British media are recalling that Prince Andrew, the Queen's second son sailed to war in the Falkland Islands, back in 1982, making the sovereign and elected government officials of the time extremely fearful that he could become a target prize for the Argentine forces.
A boost for Argentine morale, and exactly the contrary for the British Task Force some 8.000 miles away in the South Atlantic.
In effect, Prince Andrew who started his Royal Navy career in 1979, was a sub lieutenant when the conflict broke out and sailed to the war zone aboard the HMS Invincible.
The royal biographer Andrew Morton, in his 1984 book “Andrew: The Playboy Prince”, writes how the prince was determined to go to war, although then Prime Minister Margaret Thatcher had her “doubts”.
However, Mr. Morton writes: “Unknown to the Queen and Mrs. Thatcher, their worst fears about sending Prince Andrew to war had become a stark reality.”
He recounts how the prince, serving aboard HMS Invincible, became a target for the Argentine forces.
Naval Chief Admiral Jorge Anaya elaborated a plan to concentrate “the entire Argentine Air Force on Prince Andrew’s ship”, in order to sink it and destroy British morale. The head of the military Junta and as such president of Argentine would publicly repeat, let the little Prince come along, we'll be waiting for him!!
At the time, Andrew was second-in-line to the throne behind his elder brother Prince Charles.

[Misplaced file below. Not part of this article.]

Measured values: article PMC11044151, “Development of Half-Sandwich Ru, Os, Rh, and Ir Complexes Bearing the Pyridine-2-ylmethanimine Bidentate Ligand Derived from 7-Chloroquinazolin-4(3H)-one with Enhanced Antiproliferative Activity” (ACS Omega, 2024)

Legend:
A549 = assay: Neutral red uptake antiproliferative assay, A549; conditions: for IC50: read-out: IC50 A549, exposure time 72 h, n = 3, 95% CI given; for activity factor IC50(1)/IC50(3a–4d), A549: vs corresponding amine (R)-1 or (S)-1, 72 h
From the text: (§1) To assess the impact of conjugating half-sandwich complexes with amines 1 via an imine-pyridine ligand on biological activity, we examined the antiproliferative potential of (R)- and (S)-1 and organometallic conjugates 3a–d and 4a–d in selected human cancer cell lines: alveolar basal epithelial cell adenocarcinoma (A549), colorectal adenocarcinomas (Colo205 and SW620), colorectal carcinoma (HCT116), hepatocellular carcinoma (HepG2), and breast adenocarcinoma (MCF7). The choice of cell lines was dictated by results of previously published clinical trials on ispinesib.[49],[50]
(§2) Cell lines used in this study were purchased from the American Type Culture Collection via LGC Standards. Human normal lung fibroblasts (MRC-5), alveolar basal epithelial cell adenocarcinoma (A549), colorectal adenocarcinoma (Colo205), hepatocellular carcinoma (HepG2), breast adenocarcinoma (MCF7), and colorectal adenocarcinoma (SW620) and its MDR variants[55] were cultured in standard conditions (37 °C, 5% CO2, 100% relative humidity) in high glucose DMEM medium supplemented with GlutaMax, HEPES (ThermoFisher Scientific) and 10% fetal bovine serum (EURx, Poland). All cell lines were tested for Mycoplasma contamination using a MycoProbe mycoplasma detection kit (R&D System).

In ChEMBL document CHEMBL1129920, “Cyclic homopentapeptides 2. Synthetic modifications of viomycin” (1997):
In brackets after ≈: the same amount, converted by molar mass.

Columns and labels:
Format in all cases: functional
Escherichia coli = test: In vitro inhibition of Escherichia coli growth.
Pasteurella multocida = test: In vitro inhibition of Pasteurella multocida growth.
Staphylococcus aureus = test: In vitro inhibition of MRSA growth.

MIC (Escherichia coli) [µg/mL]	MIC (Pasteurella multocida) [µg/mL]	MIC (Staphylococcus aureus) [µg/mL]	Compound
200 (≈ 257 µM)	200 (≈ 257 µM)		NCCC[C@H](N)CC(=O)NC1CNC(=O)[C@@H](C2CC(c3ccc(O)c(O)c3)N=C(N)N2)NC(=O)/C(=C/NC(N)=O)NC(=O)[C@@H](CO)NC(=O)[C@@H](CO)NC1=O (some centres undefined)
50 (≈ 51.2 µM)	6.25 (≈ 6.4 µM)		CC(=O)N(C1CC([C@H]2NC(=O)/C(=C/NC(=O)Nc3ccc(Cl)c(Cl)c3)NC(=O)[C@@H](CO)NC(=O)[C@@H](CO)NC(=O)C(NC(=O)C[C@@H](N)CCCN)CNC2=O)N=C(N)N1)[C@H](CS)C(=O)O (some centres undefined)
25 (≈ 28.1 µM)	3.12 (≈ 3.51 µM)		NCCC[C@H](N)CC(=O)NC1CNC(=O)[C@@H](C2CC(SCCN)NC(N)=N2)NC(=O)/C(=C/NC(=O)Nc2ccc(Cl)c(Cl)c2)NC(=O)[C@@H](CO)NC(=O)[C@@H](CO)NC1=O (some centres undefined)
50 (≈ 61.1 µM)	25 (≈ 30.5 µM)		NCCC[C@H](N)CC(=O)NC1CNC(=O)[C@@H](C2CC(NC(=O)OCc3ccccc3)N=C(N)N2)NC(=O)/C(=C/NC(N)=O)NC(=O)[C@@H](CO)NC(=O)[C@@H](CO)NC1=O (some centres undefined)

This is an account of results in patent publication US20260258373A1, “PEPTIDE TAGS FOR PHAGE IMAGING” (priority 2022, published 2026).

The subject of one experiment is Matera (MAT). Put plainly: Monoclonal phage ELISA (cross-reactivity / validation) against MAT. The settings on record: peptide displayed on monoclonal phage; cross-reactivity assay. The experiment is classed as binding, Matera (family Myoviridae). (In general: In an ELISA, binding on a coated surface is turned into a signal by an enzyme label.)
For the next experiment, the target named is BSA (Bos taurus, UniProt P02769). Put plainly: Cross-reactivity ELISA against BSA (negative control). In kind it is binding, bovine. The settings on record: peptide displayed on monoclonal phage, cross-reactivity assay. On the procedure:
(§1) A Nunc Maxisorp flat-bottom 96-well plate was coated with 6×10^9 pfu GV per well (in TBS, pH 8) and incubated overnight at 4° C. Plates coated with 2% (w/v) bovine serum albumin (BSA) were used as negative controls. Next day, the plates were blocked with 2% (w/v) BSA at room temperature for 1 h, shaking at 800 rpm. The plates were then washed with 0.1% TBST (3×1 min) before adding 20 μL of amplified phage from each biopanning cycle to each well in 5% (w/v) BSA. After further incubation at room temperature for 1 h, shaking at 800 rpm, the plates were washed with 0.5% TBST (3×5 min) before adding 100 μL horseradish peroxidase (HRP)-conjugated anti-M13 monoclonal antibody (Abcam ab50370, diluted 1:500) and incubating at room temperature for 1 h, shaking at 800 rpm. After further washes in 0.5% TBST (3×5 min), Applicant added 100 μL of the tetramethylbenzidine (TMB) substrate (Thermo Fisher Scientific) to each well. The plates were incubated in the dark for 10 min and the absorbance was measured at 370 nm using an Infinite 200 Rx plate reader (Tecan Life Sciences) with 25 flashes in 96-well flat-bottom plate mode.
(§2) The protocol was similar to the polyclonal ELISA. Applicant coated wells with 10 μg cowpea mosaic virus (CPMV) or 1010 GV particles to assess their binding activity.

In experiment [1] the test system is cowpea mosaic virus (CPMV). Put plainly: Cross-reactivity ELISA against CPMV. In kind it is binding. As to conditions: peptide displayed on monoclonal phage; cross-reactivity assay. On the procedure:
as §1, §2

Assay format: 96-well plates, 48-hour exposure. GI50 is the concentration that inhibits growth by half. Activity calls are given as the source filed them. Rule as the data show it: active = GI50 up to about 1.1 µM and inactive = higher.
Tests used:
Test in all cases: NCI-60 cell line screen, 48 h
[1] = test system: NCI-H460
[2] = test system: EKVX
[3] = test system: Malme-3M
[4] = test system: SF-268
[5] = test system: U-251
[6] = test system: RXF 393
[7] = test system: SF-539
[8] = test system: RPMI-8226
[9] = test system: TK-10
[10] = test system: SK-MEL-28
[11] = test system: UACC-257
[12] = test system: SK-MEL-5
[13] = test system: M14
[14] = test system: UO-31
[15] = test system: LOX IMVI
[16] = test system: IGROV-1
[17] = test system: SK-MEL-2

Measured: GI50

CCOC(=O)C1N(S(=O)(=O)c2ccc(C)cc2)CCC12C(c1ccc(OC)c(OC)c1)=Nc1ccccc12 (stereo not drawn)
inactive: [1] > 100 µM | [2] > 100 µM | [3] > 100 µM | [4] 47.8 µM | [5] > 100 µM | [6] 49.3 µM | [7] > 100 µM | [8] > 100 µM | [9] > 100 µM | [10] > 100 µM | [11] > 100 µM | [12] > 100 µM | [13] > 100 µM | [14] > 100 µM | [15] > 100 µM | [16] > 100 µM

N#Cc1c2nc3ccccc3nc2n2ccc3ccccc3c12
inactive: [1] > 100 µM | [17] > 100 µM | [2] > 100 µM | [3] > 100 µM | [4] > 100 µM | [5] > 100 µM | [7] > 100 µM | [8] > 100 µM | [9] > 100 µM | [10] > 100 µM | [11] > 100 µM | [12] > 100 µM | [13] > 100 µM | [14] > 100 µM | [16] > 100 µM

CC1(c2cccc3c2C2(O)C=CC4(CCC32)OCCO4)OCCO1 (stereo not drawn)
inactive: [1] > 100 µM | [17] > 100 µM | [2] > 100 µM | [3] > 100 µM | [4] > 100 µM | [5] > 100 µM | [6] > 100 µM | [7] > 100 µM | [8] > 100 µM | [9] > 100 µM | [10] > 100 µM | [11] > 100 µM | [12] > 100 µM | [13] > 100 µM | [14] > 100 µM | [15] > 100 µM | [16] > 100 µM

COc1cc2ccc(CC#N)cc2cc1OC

However, although Argentine forces launched an attack on the ship on May 30, no damage was actually caused to HMS Invincible and it sailed back into Portsmouth harbor with the rest of the British Task Force when the conflict ended in June.
Mr. Morton also explains how, when the war began, Andrew convinced Mrs. Thatcher that he would sail to into combat with he rest of his crew.
In a meeting with the Queen, Prince Philip and Mrs. Thatcher, he was “adamant” that he would go to war, and reportedly even threatened to resign his commission if he was not allowed to sail with HMS Invincible.
Mr. Morton writes: “Mrs. Thatcher was only too well aware of the extra risks the Queen’s son would face. “He would be a prime target for attack, the one man every Argentine soldier, sailor or airman would be gunning for.”
However, he continues: “Mrs. Thatcher left Windsor in no doubt. “Andrew would sail with the Task Force, whatever her own personal doubts.”
He writes that Prince Philip, who has a storied military career of his own, supported his son’s stance.
Decades later, Andrew’s nephews Prince William and Prince Harry would follow in his footsteps with military careers of their own.
Actually Prince William served as a Navy helicopter pilot, later working for Air Ambulance search and rescue, with time also spent in the Falkland Islands, and Prince Harry was a helicopter co-pilot during his ten-year Army career which included tours of Afghanistan.